Friday, June 27, 2014

Plan B

The past week has been a whirlwind of emotions. It started last Thursday with my first CT scan since starting doxorubicin (chemo). It wasn't good. The tumors have grown substantially. My oncologist here had called my specialist at OHSU to discuss options before coming in to tell me and my mom the news. They had decided not to put me through the third dose of chemo, saying it wasn't fair to put me through that when it did nothing. I lost it. Mom and I had a good cry, then had a little picnic in the woods. The woods have always comforted me.

The next day one of my best friends and my sister took me out. We needed time to cry, to process, to sit with it.

I am so thankful for my people.

Being at work helps - my job, my co-workers, helping other people helped me remember there are still many good things.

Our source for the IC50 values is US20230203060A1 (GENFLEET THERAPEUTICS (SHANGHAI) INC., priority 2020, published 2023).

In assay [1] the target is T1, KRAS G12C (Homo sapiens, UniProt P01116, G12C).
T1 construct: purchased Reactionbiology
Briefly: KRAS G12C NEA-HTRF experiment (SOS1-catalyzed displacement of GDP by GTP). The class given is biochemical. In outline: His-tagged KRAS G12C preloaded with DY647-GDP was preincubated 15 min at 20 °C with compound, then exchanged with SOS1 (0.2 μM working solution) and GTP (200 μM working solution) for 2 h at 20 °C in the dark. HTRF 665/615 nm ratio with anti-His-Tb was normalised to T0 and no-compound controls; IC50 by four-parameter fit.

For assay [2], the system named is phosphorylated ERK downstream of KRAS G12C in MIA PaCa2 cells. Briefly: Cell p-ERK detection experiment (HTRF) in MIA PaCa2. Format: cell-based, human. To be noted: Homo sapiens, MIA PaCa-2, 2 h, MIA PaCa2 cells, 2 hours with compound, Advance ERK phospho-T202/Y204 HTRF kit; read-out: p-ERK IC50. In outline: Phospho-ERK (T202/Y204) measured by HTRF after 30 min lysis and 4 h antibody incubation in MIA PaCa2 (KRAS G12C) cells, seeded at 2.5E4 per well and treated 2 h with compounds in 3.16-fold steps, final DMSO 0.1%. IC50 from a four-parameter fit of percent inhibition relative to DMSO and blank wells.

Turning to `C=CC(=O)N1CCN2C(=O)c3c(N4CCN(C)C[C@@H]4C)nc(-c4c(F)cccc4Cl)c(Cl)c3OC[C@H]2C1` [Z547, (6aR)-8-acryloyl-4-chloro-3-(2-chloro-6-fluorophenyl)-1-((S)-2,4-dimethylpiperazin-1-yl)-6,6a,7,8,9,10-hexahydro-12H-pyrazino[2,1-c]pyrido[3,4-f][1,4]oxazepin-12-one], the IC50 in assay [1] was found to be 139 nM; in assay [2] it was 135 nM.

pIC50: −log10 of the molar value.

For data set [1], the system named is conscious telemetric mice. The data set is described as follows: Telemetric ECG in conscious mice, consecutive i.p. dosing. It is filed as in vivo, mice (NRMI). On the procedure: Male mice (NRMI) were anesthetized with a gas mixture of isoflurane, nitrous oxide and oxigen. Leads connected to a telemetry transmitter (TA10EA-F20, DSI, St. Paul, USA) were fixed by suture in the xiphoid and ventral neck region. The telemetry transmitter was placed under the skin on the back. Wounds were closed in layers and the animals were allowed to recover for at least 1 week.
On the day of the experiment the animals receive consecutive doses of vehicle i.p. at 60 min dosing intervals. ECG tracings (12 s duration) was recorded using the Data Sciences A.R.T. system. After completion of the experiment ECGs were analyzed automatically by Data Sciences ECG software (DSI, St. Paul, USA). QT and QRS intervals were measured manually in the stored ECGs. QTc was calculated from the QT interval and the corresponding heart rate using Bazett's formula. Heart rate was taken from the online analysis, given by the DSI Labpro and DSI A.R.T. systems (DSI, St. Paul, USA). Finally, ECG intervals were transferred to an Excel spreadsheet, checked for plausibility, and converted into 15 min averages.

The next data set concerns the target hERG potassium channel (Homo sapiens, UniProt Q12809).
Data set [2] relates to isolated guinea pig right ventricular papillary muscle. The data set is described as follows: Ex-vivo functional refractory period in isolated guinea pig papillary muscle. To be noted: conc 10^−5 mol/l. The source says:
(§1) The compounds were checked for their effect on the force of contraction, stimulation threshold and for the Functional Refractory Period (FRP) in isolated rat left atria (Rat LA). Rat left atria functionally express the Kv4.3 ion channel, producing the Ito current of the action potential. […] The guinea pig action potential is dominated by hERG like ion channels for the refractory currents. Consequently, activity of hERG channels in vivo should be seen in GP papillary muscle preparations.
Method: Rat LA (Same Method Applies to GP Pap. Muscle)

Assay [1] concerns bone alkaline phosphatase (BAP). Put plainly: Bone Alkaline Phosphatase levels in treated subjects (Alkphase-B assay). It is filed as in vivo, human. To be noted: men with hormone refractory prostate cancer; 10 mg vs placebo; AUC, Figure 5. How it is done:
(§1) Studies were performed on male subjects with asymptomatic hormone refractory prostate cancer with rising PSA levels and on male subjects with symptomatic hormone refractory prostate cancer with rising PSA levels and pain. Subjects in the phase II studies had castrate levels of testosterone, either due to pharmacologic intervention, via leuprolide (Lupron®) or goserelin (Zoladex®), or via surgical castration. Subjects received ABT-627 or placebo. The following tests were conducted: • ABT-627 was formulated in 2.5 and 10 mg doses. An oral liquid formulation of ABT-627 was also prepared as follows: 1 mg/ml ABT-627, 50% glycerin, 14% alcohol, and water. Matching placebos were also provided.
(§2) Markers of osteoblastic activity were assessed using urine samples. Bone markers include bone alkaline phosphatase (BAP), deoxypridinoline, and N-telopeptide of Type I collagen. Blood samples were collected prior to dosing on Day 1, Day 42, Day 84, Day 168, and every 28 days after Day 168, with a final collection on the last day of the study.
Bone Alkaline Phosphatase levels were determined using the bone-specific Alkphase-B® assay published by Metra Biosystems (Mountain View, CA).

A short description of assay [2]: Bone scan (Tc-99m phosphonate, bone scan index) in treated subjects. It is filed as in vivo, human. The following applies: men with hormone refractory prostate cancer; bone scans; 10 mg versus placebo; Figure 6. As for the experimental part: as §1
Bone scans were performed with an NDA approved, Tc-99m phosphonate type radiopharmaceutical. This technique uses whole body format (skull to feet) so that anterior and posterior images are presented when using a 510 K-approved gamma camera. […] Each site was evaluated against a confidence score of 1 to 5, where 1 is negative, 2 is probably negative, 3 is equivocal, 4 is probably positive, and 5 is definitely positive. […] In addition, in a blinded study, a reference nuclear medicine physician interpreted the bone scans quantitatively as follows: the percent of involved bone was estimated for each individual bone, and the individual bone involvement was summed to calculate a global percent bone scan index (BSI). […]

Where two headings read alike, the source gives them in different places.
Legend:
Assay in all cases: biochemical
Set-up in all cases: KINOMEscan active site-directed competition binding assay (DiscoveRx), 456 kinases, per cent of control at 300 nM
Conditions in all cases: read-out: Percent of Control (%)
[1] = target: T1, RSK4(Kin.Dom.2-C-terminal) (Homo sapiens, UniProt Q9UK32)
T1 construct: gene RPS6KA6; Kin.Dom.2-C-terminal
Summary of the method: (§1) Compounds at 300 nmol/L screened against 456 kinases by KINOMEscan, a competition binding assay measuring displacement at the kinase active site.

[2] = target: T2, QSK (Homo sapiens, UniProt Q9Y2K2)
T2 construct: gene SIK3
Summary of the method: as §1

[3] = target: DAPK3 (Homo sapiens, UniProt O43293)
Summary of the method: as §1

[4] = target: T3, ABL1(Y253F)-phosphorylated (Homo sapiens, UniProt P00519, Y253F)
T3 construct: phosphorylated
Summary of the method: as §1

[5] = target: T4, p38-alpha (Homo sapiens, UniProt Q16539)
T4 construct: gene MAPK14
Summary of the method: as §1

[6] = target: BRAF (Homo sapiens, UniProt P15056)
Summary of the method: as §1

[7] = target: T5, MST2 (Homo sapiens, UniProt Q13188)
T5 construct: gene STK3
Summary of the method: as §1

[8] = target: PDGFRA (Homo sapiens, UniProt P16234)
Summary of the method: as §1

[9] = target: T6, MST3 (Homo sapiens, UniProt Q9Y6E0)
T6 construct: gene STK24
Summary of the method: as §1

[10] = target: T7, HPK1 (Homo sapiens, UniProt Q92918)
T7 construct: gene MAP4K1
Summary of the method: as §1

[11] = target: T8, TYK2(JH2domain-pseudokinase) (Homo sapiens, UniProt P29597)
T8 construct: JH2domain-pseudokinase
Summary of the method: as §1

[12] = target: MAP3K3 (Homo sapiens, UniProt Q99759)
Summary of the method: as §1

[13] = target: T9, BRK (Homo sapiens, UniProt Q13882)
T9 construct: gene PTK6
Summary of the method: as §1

Friends and loved ones have made the week okay - there has been laughter and love and I know that no matter what happens, I am loved beyond belief.  I am always amazed there are more tears in my body after how much I have cried in the last three months and I am equally amazed by how much I have smiled, laughed and enjoyed life.

My parents and I went to Portland, stayed with my aunt and uncle, and headed to OHSU. At this point I'm weighing out the options...There is a clinical trial at OHSU trying a drug cocktail that sounds promising...But I still keep coming back to natural options - juicing, green smoothies, a radical lifestyle overhaul. I'm scared. I'm mad. I wish for wild health.